Just about everyone has a firewall of some sort. But does it really need to be “next gen”?
Gartner and other industry analysts have made a lot of the “Next Generation Firewall” market, or NGFW for short. It isn’t just hype, though. Threats faced by organizations of all sizes as we head into 2015 are so sophisticated, varied, and, most importantly, dangerous, that traditional firewalls are simply inadequate to protect users and networked resources. The next gen firewall addresses both emerging threats and more common attacks without bogging down in terms of performance...at least, that’s the idea. In practice, it isn’t always that easy.
This still doesn’t explain exactly what an NGFW is. Fortinet recently released a white paper detailing “5 ½ Things That Make a Firewall ‘Next Gen’”. Yes, 5 ½. Just read the paper...you’ll get it. And yes, the link requires a quick registration, but if you think you might be in the market for smarter network protection, it’s worth a read. Here are the CliffsNotes, though, so we can get to the meat of this blog post.
Traditional firewalls largely rely on ports, protocols, and IP addresses to block unwanted or potentially dangerous applications. Close up all of the ports your users don’t actively need and you close a lot of holes bad guys can use to access your network. Block protocols associated with unnecessary applications like BitTorrent and you’ve saved some bandwidth and blocked some malware. Keep forward-facing resources like web servers in a DMZ and everything behind the firewall, and you have additional protection from hackers. I’m oversimplifying here, but the point is that traditional firewalls rely on threats being relatively static in nature with straightforward characteristics that are easily blocked.
NGFWs, on the other hand, look much more closely at the actual traffic moving to and from your network -- so-called deep packet inspection. They don’t just examine the source, destination, or protocol of network packets, but also their payloads. Next gen firewalls are often referred to as “application aware”, meaning that they can manage traffic based on the actual applications involved which often use multiple ports and protocols. Even the aforementioned BitTorrent isn’t a cut-and-dried case of protocol blacklisting as legitimate and even bandwidth-saving uses emerge for the technology. Perhaps more importantly, this more sophisticated inspection of network traffic means that NGFWs can implement a variety of network security and gateway functions like content filtering, anti-malware, etc.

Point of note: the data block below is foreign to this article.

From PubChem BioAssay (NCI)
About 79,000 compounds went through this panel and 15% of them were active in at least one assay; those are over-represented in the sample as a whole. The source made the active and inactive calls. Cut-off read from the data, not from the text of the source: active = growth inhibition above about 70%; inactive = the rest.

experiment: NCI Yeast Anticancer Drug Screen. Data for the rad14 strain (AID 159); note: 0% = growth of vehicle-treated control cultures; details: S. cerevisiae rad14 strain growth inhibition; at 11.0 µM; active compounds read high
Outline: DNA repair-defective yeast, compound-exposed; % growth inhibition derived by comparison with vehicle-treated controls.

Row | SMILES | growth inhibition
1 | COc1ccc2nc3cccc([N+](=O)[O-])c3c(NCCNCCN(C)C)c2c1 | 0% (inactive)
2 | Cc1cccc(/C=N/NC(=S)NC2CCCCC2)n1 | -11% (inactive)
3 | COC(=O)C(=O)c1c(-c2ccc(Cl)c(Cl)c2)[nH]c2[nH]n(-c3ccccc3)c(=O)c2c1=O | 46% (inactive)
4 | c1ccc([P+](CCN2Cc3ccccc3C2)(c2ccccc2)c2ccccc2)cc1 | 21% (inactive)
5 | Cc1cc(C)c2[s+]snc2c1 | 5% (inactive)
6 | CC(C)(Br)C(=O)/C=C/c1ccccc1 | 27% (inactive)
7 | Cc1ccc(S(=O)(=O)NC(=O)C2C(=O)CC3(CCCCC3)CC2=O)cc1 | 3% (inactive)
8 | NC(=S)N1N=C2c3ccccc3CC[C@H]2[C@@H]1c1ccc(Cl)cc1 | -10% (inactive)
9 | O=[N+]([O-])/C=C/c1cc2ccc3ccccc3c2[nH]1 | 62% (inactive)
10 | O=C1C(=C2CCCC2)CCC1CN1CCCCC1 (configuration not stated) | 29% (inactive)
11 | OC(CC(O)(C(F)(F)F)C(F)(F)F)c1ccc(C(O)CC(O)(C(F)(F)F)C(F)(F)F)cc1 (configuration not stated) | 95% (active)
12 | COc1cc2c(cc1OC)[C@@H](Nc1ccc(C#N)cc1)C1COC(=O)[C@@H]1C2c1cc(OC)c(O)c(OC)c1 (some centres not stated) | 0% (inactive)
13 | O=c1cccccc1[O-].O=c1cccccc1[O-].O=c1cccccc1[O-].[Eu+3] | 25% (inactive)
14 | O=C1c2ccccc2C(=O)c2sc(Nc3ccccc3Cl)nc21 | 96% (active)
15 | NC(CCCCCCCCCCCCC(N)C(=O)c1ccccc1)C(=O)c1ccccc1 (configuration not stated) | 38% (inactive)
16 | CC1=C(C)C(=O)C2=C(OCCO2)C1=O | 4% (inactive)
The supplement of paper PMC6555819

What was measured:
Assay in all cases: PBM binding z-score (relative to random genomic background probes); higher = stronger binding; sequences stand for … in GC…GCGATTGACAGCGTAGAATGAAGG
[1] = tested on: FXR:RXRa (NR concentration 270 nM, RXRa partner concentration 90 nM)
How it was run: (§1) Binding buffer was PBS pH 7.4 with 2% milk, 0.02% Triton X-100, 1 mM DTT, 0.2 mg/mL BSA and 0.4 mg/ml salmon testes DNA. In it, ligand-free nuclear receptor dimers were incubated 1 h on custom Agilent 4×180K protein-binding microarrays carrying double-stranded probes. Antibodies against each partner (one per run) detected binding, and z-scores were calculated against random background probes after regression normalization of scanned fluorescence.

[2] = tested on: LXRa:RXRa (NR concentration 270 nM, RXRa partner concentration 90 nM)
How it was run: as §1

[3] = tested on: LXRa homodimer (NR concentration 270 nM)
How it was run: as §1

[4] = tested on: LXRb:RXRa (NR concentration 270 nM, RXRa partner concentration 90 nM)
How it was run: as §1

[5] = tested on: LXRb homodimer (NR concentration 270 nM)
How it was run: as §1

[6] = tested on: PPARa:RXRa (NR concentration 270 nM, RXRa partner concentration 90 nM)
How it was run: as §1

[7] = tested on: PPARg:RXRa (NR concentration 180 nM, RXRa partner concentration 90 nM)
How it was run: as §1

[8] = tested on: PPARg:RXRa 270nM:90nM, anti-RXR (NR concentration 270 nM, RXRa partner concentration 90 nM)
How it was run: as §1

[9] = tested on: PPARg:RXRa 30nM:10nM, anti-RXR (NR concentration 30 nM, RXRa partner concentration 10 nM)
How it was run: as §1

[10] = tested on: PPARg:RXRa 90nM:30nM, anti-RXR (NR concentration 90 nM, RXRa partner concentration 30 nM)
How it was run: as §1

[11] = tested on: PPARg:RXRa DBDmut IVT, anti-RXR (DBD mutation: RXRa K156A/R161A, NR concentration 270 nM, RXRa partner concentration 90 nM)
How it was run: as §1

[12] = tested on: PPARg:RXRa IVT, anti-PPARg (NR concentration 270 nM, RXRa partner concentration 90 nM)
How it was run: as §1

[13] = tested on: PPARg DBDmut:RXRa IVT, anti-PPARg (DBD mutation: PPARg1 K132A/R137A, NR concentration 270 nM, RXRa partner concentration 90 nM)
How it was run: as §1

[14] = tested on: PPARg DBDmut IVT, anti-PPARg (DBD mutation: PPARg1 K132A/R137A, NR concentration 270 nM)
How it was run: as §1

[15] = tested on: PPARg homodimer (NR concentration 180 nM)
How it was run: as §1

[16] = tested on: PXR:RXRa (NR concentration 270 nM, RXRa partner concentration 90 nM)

Again, I’m simplifying this quite a bit. There are details aplenty in that white paper I mentioned. And it’s worth noting that NGFWs are often subsumed within the broader markets of unified threat management (UTM) appliances and enterprise network firewalls. But throwing around acronyms like we’re eating alphabet soup doesn’t answer the question I posed up front. NGFWs have clear benefits over their first generation counterparts, but does every organization’s firewall need to be “next gen”?
The short but not very good answer is “probably”. Being able to turn on a variety of network protection functions as well as protections (and restrictions) for end users from a single appliance is a no-brainer from an administration standpoint. NGFWs give administrators powerful tools to implement policy and detect and mitigate emerging, dynamic threats in ways that traditional firewalls can’t match. Add in QoS features, protection from web-based malware, content filtering, and much more and it would seem like IT departments should be running, not walking, to their nearest NGFW vendor.
Oftentimes, that’s true, and adoption of NGFW technologies has been strong. Not all next gen firewalls are created equal, though. Some are quite expensive - prohibitively so for some smaller businesses or those without significant IT infrastructure to protect. Others suffer serious performance problems as more of their protection features are enabled. I’d be remiss if I didn’t point out that one particular vendor, whose name starts with an F and ends with a t, offers a wide range of UTM and NGFW products with very high performance at very competitive price points. But I digress.
As more businesses come under attack, both from increasingly automated and stealthy malware and hackers motivated by the prospect of big payouts from data breaches, NGFWs are becoming a necessity. There is a reason that all the cool kids are using NGFW technologies in their UTM and enterprise network firewall products - no one is immune from these attacks and the stakes are simply too high to rely exclusively on legacy firewalls and client-side antivirus. The right NGFW product can provide substantially improved protection from most threats at a price that’s right for the organization with little impact on network performance (and perhaps improvements with QoS and other application-level controls). With the wrong NGFW, organizations may as well stick with whatever first-generation protection they have in place.